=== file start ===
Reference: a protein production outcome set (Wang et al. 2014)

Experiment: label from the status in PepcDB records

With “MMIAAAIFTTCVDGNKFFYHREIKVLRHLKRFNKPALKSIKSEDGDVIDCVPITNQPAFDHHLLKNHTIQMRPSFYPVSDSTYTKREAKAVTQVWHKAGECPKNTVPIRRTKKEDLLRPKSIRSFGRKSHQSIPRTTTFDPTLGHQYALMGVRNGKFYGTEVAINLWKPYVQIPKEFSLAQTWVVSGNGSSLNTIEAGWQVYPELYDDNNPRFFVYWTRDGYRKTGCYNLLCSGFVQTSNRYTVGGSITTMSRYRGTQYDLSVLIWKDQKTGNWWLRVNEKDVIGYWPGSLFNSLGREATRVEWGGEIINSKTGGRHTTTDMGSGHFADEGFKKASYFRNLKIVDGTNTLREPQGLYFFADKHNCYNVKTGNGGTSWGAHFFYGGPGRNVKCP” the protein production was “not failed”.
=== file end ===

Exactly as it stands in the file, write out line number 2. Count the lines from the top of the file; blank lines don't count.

Experiment: label from the status in PepcDB records